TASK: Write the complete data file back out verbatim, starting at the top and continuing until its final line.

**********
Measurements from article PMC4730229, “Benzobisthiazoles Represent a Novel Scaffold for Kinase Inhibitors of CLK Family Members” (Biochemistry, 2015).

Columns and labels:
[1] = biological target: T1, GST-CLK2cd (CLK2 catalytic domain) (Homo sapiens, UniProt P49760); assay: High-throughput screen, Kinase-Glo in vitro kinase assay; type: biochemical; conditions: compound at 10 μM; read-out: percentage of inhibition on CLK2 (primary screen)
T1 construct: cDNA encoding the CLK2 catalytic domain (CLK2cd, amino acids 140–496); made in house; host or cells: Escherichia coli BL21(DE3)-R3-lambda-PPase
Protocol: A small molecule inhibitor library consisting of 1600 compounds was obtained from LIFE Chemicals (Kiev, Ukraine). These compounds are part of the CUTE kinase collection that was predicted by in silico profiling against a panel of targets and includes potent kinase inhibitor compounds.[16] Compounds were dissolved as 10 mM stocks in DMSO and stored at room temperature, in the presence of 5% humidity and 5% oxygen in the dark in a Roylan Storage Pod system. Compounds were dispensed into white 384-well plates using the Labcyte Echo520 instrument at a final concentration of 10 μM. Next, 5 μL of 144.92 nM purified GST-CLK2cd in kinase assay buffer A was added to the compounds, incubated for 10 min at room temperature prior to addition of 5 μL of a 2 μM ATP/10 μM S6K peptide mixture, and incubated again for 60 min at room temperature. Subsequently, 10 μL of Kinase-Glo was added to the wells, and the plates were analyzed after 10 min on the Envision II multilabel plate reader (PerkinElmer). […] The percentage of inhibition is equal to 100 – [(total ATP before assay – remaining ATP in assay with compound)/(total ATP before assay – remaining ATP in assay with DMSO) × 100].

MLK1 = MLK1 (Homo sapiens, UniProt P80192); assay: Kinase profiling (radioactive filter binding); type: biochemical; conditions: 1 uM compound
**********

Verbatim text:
Measurements from article PMC4730229, “Benzobisthiazoles Represent a Novel Scaffold for Kinase Inhibitors of CLK Family Members” (Biochemistry, 2015).

Columns and labels:
[1] = biological target: T1, GST-CLK2cd (CLK2 catalytic domain) (Homo sapiens, UniProt P49760); assay: High-throughput screen, Kinase-Glo in vitro kinase assay; type: biochemical; conditions: compound at 10 μM; read-out: percentage of inhibition on CLK2 (primary screen)
T1 construct: cDNA encoding the CLK2 catalytic domain (CLK2cd, amino acids 140–496); made in house; host or cells: Escherichia coli BL21(DE3)-R3-lambda-PPase
Protocol: A small molecule inhibitor library consisting of 1600 compounds was obtained from LIFE Chemicals (Kiev, Ukraine). These compounds are part of the CUTE kinase collection that was predicted by in silico profiling against a panel of targets and includes potent kinase inhibitor compounds.[16] Compounds were dissolved as 10 mM stocks in DMSO and stored at room temperature, in the presence of 5% humidity and 5% oxygen in the dark in a Roylan Storage Pod system. Compounds were dispensed into white 384-well plates using the Labcyte Echo520 instrument at a final concentration of 10 μM. Next, 5 μL of 144.92 nM purified GST-CLK2cd in kinase assay buffer A was added to the compounds, incubated for 10 min at room temperature prior to addition of 5 μL of a 2 μM ATP/10 μM S6K peptide mixture, and incubated again for 60 min at room temperature. Subsequently, 10 μL of Kinase-Glo was added to the wells, and the plates were analyzed after 10 min on the Envision II multilabel plate reader (PerkinElmer). […] The percentage of inhibition is equal to 100 – [(total ATP before assay – remaining ATP in assay with compound)/(total ATP before assay – remaining ATP in assay with DMSO) × 100].

MLK1 = MLK1 (Homo sapiens, UniProt P80192); assay: Kinase profiling (radioactive filter binding); type: biochemical; conditions: 1 uM compound